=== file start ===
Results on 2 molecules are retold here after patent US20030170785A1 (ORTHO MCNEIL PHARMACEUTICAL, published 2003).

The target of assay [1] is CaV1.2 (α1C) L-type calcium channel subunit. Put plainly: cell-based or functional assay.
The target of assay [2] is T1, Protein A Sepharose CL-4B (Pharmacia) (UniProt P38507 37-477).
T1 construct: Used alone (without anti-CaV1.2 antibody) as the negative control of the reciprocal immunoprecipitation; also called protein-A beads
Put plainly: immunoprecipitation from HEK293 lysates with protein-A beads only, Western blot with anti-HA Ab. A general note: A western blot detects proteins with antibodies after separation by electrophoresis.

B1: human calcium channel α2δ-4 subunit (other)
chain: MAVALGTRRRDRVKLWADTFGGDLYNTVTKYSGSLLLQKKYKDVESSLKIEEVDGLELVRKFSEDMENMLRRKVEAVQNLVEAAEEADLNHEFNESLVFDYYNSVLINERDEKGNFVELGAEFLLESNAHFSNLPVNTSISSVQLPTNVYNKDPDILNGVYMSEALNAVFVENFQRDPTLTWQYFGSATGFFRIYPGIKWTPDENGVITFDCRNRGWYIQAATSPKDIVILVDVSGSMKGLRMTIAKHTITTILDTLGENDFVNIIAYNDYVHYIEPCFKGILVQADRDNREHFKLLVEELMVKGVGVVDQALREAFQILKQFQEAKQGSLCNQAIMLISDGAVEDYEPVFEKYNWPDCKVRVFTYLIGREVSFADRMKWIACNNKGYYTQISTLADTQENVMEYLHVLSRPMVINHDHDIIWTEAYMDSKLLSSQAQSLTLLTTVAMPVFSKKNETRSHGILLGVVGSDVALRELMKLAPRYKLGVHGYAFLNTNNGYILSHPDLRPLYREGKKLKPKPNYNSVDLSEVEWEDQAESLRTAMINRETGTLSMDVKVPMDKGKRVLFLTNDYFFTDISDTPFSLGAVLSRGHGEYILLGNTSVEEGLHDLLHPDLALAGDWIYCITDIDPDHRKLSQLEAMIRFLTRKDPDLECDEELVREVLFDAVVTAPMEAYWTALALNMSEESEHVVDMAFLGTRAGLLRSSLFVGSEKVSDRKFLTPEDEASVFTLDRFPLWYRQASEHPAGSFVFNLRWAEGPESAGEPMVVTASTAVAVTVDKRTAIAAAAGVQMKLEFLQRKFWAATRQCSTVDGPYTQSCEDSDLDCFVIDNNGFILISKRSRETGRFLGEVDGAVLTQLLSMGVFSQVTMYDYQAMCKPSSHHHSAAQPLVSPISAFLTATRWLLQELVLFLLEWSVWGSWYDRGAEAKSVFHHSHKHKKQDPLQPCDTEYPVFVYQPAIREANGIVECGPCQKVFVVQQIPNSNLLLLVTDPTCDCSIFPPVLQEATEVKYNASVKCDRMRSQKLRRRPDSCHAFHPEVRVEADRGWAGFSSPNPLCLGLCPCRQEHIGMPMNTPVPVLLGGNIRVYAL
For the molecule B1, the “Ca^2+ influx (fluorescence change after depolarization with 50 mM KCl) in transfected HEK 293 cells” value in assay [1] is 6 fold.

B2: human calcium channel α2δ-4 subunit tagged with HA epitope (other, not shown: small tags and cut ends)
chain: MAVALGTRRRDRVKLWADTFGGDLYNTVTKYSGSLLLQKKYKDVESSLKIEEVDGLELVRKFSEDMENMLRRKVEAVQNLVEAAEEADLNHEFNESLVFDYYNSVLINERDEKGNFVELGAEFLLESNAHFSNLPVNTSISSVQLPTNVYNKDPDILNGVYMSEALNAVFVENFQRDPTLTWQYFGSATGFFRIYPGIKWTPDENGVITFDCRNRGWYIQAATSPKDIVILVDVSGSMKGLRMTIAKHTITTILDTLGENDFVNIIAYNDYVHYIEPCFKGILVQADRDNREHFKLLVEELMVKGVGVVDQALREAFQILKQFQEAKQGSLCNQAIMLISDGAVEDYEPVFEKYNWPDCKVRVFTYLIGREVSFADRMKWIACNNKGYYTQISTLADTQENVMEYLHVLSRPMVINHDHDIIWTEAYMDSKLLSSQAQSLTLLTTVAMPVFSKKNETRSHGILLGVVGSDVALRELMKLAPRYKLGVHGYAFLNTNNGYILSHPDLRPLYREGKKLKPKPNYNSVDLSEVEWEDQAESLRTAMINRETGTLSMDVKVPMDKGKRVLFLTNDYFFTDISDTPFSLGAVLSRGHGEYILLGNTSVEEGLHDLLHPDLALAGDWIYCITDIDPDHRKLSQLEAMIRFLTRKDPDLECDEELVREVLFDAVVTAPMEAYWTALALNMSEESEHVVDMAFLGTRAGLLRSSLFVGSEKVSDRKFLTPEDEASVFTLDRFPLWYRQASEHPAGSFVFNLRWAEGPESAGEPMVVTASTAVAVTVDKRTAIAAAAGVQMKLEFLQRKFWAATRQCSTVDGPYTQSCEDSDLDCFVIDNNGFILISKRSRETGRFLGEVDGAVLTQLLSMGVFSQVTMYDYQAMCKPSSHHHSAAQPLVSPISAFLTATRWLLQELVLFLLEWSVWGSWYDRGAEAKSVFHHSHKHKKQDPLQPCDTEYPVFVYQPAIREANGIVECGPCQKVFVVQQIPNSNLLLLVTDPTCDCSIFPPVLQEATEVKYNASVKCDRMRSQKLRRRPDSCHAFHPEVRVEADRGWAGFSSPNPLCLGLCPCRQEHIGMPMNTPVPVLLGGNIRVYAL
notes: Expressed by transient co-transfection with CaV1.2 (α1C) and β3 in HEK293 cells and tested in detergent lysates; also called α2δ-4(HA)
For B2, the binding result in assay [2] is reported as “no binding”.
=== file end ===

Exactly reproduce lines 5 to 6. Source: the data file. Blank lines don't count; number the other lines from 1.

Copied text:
Put plainly: immunoprecipitation from HEK293 lysates with protein-A beads only, Western blot with anti-HA Ab. A general note: A western blot detects proteins with antibodies after separation by electrophoresis.

B1: human calcium channel α2δ-4 subunit (other)